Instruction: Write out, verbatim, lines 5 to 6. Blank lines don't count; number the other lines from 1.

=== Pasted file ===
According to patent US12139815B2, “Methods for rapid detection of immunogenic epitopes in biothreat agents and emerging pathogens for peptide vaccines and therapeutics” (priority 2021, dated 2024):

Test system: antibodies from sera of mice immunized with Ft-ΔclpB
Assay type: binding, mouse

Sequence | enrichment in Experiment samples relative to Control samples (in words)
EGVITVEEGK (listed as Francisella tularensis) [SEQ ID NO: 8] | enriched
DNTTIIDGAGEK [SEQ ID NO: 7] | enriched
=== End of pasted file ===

EGVITVEEGK (listed as Francisella tularensis) [SEQ ID NO: 8] | enriched
DNTTIIDGAGEK [SEQ ID NO: 7] | enriched